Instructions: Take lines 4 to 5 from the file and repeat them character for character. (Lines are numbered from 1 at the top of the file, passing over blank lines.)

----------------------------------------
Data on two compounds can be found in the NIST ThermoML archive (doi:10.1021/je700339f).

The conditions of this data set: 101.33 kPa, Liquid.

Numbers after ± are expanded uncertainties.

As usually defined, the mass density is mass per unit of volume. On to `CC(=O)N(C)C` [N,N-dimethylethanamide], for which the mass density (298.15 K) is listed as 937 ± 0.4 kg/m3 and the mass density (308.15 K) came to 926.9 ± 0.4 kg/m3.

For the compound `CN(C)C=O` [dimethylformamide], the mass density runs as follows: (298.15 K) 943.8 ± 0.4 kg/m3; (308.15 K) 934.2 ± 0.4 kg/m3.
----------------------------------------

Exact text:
As usually defined, the mass density is mass per unit of volume. On to `CC(=O)N(C)C` [N,N-dimethylethanamide], for which the mass density (298.15 K) is listed as 937 ± 0.4 kg/m3 and the mass density (308.15 K) came to 926.9 ± 0.4 kg/m3.

For the compound `CN(C)C=O` [dimethylformamide], the mass density runs as follows: (298.15 K) 943.8 ± 0.4 kg/m3; (308.15 K) 934.2 ± 0.4 kg/m3.